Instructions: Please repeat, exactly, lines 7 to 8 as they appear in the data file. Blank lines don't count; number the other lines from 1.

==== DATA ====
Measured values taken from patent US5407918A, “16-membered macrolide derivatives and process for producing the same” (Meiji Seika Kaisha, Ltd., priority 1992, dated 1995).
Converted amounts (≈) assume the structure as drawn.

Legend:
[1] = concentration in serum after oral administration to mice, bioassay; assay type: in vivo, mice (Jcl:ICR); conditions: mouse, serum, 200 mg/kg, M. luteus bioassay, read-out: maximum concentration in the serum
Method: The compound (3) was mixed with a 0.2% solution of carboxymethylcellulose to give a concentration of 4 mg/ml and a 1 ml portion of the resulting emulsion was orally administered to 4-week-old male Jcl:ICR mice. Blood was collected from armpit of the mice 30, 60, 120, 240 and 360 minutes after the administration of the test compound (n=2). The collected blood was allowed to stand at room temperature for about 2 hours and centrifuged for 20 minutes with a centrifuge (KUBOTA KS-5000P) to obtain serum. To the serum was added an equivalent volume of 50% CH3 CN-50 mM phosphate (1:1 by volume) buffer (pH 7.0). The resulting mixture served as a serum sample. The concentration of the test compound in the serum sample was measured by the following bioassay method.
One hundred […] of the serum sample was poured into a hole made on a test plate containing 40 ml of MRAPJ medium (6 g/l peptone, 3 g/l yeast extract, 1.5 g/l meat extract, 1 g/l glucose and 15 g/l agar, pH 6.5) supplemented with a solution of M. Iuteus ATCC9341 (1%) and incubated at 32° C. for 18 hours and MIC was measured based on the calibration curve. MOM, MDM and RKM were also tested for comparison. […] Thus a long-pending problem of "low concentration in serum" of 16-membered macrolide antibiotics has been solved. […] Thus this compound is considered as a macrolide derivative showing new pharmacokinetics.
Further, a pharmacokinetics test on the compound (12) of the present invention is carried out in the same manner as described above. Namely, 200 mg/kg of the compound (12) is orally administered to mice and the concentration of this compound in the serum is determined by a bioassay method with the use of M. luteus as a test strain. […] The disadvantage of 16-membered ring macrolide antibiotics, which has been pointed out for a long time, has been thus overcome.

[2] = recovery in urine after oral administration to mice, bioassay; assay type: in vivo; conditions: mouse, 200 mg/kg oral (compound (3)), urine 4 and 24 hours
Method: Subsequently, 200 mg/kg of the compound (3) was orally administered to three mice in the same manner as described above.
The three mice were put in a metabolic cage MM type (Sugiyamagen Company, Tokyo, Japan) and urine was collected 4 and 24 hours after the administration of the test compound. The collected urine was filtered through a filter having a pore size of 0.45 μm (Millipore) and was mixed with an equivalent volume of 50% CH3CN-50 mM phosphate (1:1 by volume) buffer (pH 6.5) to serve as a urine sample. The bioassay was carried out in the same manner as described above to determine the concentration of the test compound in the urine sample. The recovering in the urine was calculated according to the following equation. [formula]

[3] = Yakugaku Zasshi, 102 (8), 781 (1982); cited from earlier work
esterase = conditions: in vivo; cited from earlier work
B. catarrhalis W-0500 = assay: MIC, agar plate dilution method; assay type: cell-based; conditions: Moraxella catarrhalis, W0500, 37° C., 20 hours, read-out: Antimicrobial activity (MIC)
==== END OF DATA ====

Further, a pharmacokinetics test on the compound (12) of the present invention is carried out in the same manner as described above. Namely, 200 mg/kg of the compound (12) is orally administered to mice and the concentration of this compound in the serum is determined by a bioassay method with the use of M. luteus as a test strain. […] The disadvantage of 16-membered ring macrolide antibiotics, which has been pointed out for a long time, has been thus overcome.

[2] = recovery in urine after oral administration to mice, bioassay; assay type: in vivo; conditions: mouse, 200 mg/kg oral (compound (3)), urine 4 and 24 hours